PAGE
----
Producers learn about better agronomic practices at Yield Chasers event
Newly released hybrids said to boost yields
If you want to learn how to boost yields, especially during drought years on the High Plains, the Monsanto Learning Center was the place to be Friday.
Agricultural producers and others traveled there for an agAcademy Yield Chasers event, hosted by Asgrow and DeKalb, that focused on several agronomic practices—including how to deal with drought—that were tailored to boost yields and more.
Monsanto agronomist Mark Reiman focused on productivity during drought and showed off the center’s rain-out shelter that creates a controlled environment over crops.
By monitoring moisture amounts through a shelter on rails, Reiman said research done at the center can help farmers manage drought.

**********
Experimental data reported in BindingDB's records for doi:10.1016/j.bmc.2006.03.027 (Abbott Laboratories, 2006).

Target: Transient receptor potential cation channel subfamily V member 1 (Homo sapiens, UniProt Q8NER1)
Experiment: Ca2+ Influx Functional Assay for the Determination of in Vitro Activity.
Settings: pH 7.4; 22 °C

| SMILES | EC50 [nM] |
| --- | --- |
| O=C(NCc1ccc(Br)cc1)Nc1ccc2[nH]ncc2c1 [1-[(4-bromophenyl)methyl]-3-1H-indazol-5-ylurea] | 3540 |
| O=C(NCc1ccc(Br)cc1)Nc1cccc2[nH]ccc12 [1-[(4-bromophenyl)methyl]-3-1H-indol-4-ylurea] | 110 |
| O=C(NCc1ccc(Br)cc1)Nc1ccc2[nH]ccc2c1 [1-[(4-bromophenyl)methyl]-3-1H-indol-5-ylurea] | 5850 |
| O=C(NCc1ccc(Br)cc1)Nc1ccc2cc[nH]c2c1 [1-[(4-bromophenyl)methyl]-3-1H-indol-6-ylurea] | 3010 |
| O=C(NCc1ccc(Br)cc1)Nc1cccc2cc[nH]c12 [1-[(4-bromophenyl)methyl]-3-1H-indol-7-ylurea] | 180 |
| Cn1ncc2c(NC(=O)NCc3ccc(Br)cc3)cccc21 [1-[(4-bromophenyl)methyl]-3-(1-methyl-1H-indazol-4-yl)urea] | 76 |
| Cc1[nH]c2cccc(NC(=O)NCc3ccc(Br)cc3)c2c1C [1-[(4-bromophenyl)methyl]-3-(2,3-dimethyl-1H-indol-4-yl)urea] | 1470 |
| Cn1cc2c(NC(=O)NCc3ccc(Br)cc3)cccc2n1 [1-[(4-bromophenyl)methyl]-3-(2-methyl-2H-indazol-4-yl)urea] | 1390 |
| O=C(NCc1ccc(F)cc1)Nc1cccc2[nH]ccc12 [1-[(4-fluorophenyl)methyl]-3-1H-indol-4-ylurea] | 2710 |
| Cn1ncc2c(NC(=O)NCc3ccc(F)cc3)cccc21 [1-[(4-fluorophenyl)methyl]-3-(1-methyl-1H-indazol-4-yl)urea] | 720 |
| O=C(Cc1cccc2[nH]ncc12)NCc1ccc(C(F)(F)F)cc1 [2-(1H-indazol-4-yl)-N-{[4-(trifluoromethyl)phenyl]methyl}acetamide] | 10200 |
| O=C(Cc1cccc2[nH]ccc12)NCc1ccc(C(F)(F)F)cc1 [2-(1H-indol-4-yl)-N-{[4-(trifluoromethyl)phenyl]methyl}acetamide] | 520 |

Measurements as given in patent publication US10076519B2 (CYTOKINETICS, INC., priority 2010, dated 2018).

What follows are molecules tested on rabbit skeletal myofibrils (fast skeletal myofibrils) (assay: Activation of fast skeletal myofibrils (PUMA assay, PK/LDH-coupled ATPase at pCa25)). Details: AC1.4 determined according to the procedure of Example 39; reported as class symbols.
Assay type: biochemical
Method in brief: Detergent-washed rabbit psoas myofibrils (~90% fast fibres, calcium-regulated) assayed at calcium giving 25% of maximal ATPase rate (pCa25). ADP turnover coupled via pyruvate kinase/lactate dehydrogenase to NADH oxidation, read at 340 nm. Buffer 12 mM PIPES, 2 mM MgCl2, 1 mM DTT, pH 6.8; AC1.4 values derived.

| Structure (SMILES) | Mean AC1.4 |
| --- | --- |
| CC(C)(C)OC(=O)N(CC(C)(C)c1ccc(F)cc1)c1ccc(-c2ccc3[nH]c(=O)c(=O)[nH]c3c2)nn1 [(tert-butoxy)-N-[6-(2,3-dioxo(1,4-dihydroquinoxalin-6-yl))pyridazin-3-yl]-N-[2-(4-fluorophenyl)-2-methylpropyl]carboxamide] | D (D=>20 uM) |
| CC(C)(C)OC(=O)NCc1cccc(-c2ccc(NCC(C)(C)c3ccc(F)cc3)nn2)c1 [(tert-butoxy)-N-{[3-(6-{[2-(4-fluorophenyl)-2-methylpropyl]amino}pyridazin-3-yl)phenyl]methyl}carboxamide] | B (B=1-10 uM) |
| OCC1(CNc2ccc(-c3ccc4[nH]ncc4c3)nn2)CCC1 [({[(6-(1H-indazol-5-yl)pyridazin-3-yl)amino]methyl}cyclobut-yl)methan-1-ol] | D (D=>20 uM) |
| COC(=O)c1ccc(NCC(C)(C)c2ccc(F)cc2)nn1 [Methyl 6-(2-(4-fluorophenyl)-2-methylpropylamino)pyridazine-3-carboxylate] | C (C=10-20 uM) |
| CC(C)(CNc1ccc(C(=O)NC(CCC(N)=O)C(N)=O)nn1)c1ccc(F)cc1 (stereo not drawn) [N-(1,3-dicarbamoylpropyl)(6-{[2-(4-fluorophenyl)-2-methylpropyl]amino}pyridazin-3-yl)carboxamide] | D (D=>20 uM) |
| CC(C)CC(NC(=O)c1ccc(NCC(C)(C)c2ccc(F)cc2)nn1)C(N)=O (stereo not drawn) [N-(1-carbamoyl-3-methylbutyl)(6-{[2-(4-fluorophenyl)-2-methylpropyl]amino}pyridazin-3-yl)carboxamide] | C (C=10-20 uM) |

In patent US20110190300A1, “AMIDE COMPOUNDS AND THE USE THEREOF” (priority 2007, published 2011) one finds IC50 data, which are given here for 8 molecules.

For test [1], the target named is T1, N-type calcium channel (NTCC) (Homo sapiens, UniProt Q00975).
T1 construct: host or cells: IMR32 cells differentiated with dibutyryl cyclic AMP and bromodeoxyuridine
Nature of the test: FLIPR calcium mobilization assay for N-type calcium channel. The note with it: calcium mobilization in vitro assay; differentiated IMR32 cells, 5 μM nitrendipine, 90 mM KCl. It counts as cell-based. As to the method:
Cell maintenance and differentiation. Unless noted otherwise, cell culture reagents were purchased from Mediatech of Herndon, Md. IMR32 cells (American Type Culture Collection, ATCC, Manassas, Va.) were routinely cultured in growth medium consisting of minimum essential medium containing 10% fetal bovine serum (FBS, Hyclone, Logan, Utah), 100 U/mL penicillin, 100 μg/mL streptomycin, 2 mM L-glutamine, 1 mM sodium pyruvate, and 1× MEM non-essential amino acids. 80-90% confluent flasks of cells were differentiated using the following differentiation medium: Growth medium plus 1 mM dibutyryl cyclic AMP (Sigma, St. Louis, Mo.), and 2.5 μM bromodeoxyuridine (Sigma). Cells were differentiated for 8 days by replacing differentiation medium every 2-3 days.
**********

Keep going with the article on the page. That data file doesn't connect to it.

Monsanto’s DroughtGard hybrids were designed to help mitigate yield loss during drought stress.
The hybrids became available commercially during the 2013 growing season to benefit farmers in the Western Great Plains whose dryland acre average yield ranges between 70 to 130 bushels per acre compared to an average of 150 bushels per acre on average for dryland and irrigated yields in the United States the past few years.
Reiman noted that farmers who irrigate can do a lot wrong in growing their crops and still be okay.
But dryland crops, which are controlled by how much rain Mother Nature provides, are a different story.
As a result, he said agronomic practices such as no-till and use of drought-tolerant hybrids are even more important.